The Morrison Government, for all its pretensions and rhetoric, has shown that its commitment to basic human rights – such as of freedom of speech, freedom of assembly and freedom of association – is paper-thin at best.
FREEDOM FOR SOME
Prime Minister Scott Morrison has demonstrated his contempt for our democratic freedoms on many occasions. Most recently, by snubbing the UN Climate Change Summit, before summarily dismissing the most significant display of freedom of assembly of our era, in which 300,000 Australians took to our streets protesting climate inaction.
Morrison could hardly disguise his derision, as he insisted Australia’s response to global warming was just fine and declared that climate protests were causing “needless anxiety” in children.
Democratic freedoms, as far as the openly Pentecostal PM is concerned, only refer to so-called “religious freedoms”. The most recent manifestation of this commitment to “freedom” involves the establishment of religious freedom legislation — which seeks to give special rights to those who refer to themselves as religious to say whatever they like to whomever they like, while not extending the same “freedom" of speech to their non-denominational counterparts.
NO FREEDOM FOR YOU!
Meanwhile, that beacon of the “freedom of speech” brigade, Home Affairs Minister Peter Dutton, now wants to cancel welfare payments for anyone exercising such freedoms by protesting climate inaction. Dutton has called for mandatory gaol terms, as well as urging others to “name and shame” protesters on Newstart. Senator Michaelia Cash, unsurprisingly, supported this view.
GOOD PROTESTS, BAD PROTESTS
And now, Member for Goldstein Tim Wilson explains, for all our ignorant benefit, the difference between “good” protests and “bad” protests.
In 2016, when his Government subjected LGBTI people to a same-sex marriage plebiscite, Wilson cried, with dramatic effect, but backed it anyway. Today – fresh from enjoying the LGBTI community’s campaigning while he toed the party line on marriage equality – Wilson is now practically a rebel.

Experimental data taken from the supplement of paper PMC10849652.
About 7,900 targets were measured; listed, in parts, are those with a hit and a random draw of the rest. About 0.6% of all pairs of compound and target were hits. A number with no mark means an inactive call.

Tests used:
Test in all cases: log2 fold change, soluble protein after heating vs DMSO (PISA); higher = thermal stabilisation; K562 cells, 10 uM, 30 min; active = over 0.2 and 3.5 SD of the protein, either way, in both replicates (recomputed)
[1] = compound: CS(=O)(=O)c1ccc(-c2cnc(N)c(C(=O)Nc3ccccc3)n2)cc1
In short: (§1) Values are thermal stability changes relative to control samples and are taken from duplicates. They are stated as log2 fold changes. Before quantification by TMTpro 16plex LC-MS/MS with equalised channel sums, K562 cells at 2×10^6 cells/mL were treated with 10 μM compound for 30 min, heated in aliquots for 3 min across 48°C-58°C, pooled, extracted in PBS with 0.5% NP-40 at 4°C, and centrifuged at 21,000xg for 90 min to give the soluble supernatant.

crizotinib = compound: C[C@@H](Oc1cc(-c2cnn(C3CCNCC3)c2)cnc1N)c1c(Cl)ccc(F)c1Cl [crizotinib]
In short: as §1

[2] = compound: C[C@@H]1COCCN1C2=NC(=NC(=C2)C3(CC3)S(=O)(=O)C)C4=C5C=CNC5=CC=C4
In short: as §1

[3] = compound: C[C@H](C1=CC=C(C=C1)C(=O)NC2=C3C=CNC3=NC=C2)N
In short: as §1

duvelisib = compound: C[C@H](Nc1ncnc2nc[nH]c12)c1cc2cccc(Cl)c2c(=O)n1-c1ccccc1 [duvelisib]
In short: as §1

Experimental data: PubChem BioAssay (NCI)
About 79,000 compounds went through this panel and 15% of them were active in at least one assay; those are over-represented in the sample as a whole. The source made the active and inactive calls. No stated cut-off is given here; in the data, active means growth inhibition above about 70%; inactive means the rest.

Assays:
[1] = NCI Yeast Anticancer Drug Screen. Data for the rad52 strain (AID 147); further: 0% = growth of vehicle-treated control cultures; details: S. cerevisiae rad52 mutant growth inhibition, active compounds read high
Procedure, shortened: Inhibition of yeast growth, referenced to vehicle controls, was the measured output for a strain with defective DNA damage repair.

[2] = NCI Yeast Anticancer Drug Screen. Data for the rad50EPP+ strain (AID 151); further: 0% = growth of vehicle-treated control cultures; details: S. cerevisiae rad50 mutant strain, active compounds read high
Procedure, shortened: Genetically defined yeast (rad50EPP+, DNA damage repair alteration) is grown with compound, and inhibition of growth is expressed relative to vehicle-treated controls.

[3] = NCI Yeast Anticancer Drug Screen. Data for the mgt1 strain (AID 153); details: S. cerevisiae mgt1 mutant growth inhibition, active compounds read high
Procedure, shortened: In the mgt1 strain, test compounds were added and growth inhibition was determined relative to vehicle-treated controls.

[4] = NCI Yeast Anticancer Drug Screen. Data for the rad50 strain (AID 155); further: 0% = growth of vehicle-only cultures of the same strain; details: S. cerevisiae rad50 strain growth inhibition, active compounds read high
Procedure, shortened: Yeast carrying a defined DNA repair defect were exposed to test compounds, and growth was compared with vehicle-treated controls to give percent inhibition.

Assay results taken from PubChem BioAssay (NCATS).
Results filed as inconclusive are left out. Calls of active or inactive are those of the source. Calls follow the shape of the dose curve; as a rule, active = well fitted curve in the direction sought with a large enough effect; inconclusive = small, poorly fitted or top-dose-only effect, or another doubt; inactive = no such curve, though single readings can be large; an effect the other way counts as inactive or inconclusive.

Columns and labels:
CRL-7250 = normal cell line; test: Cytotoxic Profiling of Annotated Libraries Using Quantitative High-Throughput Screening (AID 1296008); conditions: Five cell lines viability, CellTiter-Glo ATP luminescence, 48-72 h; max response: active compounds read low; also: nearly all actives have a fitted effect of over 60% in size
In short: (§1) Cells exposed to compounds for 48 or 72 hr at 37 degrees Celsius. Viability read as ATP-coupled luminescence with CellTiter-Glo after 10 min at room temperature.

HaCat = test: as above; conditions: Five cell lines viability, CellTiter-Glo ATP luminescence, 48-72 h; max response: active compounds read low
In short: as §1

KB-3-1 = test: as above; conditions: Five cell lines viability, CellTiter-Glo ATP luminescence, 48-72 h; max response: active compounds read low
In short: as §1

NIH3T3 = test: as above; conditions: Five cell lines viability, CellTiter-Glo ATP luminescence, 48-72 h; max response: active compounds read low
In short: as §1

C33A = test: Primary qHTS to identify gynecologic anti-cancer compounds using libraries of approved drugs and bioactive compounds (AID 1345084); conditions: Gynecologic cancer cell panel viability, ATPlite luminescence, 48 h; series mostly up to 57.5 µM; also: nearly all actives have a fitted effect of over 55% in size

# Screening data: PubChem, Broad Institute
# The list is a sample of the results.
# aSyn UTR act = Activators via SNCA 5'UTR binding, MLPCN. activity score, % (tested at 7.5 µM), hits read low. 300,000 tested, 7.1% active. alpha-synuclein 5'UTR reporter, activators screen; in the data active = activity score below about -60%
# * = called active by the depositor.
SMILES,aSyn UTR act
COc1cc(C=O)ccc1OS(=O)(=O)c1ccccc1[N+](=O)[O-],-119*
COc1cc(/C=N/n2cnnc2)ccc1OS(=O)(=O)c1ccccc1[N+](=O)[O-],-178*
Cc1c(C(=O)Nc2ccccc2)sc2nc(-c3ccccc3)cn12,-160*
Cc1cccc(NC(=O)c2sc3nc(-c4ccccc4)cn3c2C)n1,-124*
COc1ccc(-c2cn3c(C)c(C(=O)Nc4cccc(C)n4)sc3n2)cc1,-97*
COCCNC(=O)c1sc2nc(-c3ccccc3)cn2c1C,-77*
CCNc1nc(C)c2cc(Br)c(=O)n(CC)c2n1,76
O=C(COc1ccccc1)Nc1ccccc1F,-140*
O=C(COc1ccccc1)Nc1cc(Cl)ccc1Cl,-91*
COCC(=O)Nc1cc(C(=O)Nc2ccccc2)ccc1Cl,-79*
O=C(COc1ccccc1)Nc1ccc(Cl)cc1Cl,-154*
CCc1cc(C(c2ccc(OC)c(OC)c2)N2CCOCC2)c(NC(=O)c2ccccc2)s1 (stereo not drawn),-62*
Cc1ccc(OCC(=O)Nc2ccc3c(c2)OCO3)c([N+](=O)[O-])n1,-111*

Suddenly, so interested in the democratic right of free speech is Wilson, that he went to the Hong Kong protests and “joined in” with pro-democracy activists — along the way ensuring to take plenty of selfies for his social media campaign.
Wilson then resorted to the old “I’m-the-adult-in-the-room-logic” when, in a train-wreck interview on ABC’s Afternoon Briefing, Patricia Karvelas questioned his commitment to freedom of speech, asking him:
“Is it just some protests you like and not others?”
“That’s a sort of childish assertion, frankly,” he replied. “Firstly, people have a right to protest and I’ve always argued that.”
Got it. Unless, of course, you count the time, only eight short years ago, when Wilson tweeted about protesters:
‘Walked past Occupy Melbourne protest, all people who think freedom of speech = freedom 2 b heard, time wasters ... send in the water cannons.’
A garbled explanation followed in which Wilson claimed he had been “joking” about the water cannons and that the
“The Occupy Melbourne protest wasn’t just a protest it was an ‘occupation’… You can’t just take over public land…”
Hong Kong represents “good protesting”, it seems, while protesting of any description in Australia is extremist, disruptive and not to be tolerated. Apparently, the distinction is in the “occupation of public land”!
For the record, as the former IPA policy director for “climate change policy” and “intellectual property and free trade”, Wilson was an active critic of the Human Rights Commission — presumably until a convenient act of cronyism saw him appointed as its Commissioner.
Key policies pertaining to democratic freedoms from that little gem, ‘20 Policies to Fix Australia’, include the following:
- Repeal Section 18C of the 'Racial Discrimination Act (1975)';
- Remove all references to race in the Constitution;
- Do not introduce new anti-discrimination laws; and
- Do not hold a Referendum to divide Australians by race … [as this would] undermine national unity.
Naturally, Tim took these fundamental principles to his role as Human Rights Commissioner, where he enthusiastically advocated for changes to Section 18C of the Racial Discrimination Act, and referred to the prosecution of Andrew Bolt for vilification of Indigenous Australians, as an “infringement” on Bolt's right to freedom of speech.
Freedom of speech for the Morrison Government is a right, but only for the Right.
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